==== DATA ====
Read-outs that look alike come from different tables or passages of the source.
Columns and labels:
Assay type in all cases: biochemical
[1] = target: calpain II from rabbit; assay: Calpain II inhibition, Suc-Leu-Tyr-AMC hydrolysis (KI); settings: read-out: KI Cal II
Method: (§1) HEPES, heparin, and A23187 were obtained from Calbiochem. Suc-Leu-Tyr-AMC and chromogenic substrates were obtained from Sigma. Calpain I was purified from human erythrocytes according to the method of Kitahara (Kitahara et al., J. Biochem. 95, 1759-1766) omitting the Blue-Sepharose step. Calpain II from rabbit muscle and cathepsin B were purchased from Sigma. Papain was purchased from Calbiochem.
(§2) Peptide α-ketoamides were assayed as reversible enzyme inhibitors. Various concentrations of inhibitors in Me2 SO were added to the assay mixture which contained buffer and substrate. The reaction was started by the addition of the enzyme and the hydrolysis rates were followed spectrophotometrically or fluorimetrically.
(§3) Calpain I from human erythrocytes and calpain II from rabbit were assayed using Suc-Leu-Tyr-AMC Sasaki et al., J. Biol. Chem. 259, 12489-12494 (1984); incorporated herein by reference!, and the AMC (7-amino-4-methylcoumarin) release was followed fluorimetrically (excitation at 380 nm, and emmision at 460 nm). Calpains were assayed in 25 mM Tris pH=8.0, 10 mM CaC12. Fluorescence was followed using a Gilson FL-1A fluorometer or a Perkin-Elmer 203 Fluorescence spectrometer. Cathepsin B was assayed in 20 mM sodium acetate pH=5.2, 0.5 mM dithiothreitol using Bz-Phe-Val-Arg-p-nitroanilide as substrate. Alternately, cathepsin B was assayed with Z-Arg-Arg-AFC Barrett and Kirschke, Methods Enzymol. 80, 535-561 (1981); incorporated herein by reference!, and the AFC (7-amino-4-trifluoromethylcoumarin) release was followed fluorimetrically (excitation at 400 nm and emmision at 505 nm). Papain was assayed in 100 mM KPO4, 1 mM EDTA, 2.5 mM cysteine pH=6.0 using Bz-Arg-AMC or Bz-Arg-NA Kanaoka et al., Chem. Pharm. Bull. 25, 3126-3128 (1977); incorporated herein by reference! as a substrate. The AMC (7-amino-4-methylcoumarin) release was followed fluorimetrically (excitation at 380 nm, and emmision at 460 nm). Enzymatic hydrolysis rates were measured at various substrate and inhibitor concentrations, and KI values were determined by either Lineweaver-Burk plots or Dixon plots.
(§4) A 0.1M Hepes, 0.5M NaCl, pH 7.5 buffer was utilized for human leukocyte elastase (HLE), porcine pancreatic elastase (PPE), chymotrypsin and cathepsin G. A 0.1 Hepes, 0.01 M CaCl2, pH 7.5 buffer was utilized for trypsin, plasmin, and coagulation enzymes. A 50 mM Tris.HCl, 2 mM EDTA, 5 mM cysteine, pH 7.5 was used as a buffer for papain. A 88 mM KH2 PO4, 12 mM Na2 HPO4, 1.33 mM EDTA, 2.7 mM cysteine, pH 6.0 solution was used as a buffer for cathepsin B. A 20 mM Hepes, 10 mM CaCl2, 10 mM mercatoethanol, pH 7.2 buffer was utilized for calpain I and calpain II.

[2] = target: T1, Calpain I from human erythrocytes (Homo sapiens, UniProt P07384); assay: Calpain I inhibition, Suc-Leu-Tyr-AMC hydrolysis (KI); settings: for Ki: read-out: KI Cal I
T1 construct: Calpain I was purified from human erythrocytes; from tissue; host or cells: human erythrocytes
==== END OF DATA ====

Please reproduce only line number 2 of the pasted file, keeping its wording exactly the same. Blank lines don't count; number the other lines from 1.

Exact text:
Columns and labels: